Erik, Shame on you for recommending a product critical to the wellbeing of users' computers with only the most cursory examination. Did you actually try this program? Conceptually, it is fine. In practice, it is a bug ridden piece of detrious. Don't believe me, take a quick look at the comments of hundreds (nay thousands) of happy former Acronis customers posted on Actonis forums. In addition to the fact that QA is an unknown commodity at the vendor, support (which terminates 30 days after they get your money) is almost nonexistant. As a former customer of Acronis, I strongly recommend that you walk (or better yet, run) away from this product as quickly as you can.

Iain Smith
Iain Smith

I used an earlier version of this product a couple of years ago and it didn't work, despite getting great reviews in various magazines I'd been reading. The problem with this and other similar products is that you never get the chance to actually test them because no-one is going to lead them back into a 'bare metal' PC unless the PC in question is not a working PC but one bought just as a test gig.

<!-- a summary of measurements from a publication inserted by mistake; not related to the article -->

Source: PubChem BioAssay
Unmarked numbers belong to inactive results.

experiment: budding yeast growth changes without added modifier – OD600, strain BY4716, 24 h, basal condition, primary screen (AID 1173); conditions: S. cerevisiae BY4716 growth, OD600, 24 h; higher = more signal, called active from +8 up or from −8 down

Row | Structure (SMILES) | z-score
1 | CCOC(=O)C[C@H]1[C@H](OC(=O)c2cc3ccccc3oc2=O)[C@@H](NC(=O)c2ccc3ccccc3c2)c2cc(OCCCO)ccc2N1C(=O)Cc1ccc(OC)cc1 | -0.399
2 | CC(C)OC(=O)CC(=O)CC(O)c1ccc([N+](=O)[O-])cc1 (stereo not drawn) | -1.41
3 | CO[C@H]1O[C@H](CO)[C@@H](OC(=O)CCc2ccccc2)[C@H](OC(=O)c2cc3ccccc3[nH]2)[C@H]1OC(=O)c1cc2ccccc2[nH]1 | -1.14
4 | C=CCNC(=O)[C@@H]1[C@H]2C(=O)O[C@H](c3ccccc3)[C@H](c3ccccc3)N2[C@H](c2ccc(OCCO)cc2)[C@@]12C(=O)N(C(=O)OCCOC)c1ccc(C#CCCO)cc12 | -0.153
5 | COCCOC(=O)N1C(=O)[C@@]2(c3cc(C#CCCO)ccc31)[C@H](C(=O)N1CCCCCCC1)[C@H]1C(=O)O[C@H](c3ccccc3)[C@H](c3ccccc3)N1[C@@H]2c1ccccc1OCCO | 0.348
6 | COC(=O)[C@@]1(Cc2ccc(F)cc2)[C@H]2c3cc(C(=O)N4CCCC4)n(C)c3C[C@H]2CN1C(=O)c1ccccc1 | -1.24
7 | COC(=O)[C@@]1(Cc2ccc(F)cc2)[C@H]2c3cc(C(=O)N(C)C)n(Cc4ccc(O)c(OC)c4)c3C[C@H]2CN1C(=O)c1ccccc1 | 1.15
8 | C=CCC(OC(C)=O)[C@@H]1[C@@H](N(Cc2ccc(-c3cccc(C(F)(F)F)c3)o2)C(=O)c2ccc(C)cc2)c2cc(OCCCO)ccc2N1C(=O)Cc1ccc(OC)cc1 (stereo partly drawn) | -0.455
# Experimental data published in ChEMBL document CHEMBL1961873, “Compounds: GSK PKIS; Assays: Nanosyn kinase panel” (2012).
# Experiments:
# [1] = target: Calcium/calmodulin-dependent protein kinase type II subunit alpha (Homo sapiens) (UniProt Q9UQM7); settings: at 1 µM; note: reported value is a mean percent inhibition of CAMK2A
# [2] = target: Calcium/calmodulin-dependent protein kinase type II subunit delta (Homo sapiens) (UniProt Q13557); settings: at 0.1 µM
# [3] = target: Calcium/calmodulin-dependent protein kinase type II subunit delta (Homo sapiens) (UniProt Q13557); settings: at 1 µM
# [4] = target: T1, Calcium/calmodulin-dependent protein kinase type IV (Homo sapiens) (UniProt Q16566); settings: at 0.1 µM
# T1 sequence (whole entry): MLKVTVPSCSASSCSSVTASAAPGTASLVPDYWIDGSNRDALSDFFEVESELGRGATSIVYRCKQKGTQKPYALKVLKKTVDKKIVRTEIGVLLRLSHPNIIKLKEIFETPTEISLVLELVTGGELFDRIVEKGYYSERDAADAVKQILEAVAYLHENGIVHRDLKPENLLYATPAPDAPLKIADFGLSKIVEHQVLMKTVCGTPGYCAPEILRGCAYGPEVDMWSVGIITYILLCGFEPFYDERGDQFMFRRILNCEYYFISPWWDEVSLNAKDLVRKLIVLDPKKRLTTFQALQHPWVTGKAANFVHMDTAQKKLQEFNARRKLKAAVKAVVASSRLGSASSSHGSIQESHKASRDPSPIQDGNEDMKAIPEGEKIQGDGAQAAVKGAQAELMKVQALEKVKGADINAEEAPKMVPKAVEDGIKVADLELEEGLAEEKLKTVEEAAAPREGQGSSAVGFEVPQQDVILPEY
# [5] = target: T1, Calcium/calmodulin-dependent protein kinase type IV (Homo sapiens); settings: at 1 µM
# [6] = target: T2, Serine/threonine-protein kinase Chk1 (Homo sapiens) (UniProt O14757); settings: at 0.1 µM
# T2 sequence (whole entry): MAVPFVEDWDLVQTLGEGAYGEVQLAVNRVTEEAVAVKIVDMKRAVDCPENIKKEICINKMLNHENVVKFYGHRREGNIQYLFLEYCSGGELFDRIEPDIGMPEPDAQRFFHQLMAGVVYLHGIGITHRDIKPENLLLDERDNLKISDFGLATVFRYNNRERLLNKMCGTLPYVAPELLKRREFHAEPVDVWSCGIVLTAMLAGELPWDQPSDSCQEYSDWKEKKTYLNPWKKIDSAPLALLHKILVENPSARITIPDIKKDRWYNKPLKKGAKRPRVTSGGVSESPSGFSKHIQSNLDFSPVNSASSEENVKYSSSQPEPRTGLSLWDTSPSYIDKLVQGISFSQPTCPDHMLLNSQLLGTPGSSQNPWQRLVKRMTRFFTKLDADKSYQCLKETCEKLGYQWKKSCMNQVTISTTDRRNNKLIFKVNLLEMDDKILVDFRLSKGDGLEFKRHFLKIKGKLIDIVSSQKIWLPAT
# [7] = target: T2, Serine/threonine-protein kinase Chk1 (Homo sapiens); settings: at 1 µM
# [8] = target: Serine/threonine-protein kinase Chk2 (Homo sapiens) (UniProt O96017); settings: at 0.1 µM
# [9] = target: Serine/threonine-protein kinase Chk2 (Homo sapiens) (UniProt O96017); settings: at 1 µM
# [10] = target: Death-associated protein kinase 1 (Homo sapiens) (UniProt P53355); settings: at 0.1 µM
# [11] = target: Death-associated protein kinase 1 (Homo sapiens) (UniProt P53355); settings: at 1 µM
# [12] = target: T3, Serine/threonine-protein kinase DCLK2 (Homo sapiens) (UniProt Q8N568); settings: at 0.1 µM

jasonb
jasonb

Acronis Products are great until they don't work and you need support. I recently tried to use Acronis B&R for Small Business Server along with their Exchange Add on. We were hoping to use the product to do a P2V conversion to Hyper-V of an SBS2008 Server. Even with there support people remotely trying to to do this for us the process failed. Then we found that the backups we made using the acronis software prior to this process were corrupted, resulting in data loss. We spent over 24 hours dealing with the most incompetent overseas support people our company has ever dealt with. We begged to be pushed to Tier 2 support in the US, which never happened. After losing a day's worth of Exchange Data, and wasting a HUGE amount of time, we ended up requesting a refund on the product. I've used Acronis Products for over 5 years and will NEVER recommend them again to any of my clients.